Eyes left! And right… And up…

This week while continuing to get my marathon training schedule back on track I’ve been fighting the urge to be intolerant.
Particularly on the roads where my normal manners seem to disintegrate into shouting “you muppet!” at people when they act like total idiots.
Of course… I’m totally oblivious to my own faults, but that’s the marvellous level of hypocrisy that we all seem to possess. (I just though I’d get that issue out of the way before I enter into a full on rant.)
There are some things on the roads that do worry me a little more than people being in the wrong lane or trying to drive up my exhaust pipe.
Zebra crossings for instance… There seems to be some collective amnesia related to that part of the Highway Code which is sweeping Hertfordshire at the moment. Maybe something has changed when I wasn’t looking but drivers are supposed to stop and let pedestrians cross.
Instead I’ve seen and – on training runs even when I have stopped patiently – been on the receiving end of rather too many near misses recently and while pedestrians can make it difficult by dithering at the side of the road, a lot of people seem afflicted by what I’m going to call fixed stare syndrome.
In the Hitchhiker’s Guide to the Galaxy the late Douglas Adams introduces, among many other wonderful things, the Joo Janta 200 Super-Chromatic Peril Sensitive Sunglasses. These turn opaque when danger approaches so that you don’t get stressed by your impending doom and therefore develop a relaxed attitude to danger.
Something similar seems to happen to a lot of drivers approaching crossings, or coming up to roundabouts.
The reasoning seems to go like this: If I don’t see the pedestrian or the car that actually has right of way coming on the roundabout, then they don’t exist.
So, to maintain this blissful sense of ignorance I will stare straight out the front of my car as though locked in some kind of neck brace. I’m sure one or two probably are so afflicted, and I hope they get well soon. But on no account must I look left or right, or in my mirrors.
I suspect the majority just have a belief that the (non-existent of course, as we have established due to some kind of Uncertainty Principle) car or pedestrian will actually manage the situation for them allowing Mr or Miss Fixed Stare to blithely float on towards their destination.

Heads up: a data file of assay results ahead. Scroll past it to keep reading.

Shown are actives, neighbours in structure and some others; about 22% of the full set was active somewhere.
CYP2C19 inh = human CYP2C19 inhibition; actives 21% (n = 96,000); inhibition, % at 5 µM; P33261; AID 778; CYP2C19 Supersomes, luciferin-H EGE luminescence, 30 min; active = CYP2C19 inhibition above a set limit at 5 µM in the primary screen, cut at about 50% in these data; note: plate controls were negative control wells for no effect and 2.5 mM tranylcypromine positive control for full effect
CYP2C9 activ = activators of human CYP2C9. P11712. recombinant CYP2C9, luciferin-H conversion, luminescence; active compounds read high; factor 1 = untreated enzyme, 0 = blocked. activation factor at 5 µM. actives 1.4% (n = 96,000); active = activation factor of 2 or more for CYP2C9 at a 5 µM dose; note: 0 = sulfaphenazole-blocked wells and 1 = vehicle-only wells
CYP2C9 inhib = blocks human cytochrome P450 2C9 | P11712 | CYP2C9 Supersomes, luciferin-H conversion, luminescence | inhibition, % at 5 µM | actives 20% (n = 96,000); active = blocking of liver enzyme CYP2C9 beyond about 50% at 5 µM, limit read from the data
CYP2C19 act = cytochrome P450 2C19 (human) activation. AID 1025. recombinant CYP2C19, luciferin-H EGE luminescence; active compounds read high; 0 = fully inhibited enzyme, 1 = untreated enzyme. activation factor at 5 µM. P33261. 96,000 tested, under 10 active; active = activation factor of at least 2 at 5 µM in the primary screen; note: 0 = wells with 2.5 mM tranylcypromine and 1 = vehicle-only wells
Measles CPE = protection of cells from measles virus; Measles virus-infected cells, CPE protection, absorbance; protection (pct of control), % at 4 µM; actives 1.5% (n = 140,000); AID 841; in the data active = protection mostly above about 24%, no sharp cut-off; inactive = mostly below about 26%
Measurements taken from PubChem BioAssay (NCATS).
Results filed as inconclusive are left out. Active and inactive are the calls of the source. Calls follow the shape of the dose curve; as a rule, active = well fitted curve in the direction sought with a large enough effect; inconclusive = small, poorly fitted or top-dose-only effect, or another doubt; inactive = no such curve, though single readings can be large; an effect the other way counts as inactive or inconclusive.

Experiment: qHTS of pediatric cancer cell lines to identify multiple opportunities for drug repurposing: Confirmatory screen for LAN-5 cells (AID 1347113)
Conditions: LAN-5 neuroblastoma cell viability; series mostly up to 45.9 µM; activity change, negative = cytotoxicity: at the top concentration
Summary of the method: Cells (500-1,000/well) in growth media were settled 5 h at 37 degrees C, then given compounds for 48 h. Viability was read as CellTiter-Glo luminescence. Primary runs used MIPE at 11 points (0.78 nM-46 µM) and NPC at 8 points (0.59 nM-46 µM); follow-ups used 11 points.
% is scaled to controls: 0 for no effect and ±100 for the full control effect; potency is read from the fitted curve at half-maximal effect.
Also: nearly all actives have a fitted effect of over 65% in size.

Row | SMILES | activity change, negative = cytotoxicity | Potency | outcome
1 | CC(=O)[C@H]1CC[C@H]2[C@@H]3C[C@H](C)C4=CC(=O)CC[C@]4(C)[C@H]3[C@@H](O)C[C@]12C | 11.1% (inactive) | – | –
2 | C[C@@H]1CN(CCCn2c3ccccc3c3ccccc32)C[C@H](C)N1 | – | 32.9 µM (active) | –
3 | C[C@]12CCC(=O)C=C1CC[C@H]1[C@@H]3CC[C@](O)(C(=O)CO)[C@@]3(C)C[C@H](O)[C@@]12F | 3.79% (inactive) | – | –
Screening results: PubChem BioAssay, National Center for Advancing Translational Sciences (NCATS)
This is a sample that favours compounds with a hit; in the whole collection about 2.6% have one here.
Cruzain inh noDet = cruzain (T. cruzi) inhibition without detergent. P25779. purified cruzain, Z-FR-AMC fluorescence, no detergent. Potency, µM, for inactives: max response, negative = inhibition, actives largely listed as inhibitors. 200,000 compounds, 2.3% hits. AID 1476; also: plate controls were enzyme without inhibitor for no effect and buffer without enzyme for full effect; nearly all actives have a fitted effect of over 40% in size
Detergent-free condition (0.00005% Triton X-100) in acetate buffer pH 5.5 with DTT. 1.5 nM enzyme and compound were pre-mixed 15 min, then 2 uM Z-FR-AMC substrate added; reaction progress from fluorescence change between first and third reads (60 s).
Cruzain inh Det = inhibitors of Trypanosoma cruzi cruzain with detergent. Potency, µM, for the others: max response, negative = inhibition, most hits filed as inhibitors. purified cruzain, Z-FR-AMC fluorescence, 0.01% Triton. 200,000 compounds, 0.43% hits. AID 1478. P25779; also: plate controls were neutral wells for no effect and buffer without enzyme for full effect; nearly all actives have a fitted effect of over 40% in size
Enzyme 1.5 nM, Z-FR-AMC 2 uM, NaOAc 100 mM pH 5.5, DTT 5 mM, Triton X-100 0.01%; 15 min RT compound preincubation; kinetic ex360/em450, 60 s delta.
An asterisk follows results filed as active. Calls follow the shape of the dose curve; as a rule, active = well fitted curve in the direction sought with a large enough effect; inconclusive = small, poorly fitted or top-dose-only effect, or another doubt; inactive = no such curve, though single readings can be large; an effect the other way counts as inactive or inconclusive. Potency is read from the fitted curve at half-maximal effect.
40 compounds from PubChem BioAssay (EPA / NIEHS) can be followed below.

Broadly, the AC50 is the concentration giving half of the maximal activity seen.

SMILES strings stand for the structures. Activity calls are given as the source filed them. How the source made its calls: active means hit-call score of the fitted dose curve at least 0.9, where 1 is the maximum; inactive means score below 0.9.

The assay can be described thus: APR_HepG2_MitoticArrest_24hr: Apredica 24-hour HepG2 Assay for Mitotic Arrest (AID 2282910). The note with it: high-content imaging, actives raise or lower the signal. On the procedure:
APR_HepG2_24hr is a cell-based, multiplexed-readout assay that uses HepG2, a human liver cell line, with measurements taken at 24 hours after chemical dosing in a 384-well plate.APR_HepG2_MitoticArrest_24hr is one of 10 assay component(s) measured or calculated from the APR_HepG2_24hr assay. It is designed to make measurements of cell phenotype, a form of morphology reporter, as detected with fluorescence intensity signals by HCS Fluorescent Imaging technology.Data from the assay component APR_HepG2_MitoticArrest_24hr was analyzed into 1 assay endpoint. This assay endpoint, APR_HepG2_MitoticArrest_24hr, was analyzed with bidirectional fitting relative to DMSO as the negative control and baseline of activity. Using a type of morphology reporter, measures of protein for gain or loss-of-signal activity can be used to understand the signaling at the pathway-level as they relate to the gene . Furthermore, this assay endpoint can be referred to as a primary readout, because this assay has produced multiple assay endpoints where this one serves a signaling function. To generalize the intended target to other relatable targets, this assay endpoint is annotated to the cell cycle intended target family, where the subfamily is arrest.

It’s utterly terrifying.
I’ve even seen a lady driver nearly hit a police car (I mean a proper police car all bright colours with “POLICE” emblazoned on it) going onto a mini roundabout because she just wasn’t looking; thankfully the police booked her for it.
Maybe she’ll learn from it now before she kills someone.
It is part of a sad trend in that people are driving and walking around with their eyes firmly shut. This is a shame. There are so many wonderful things to see if you just look beyond some fixed point a few feet in front of you.
In older cities at least, looking up is a revelation, seeing past the bright high street facia and signs to see the architecture and features that are often above and that someone took masses of care and attention with.
The natural world is full of interest, again even in towns. My wife and I spotted a kingfisher in our local park recently and stood and watched it in the act of successfully fishing for a magical fifteen minutes, while any number of people walked past, oblivious of the PWM going on for free in front of them.
I suppose they could always go and watch something on Youtube rather than see it unfold uniquely in front of them.
I guess you could say “good for you, shame for them”, but on this at least I am not so selfish. I want to share the experience.
Please, open your eyes next time. You – and the small child on that Zebra crossing – will really appreciate it.
And I’ll try really hard to practice what I preach.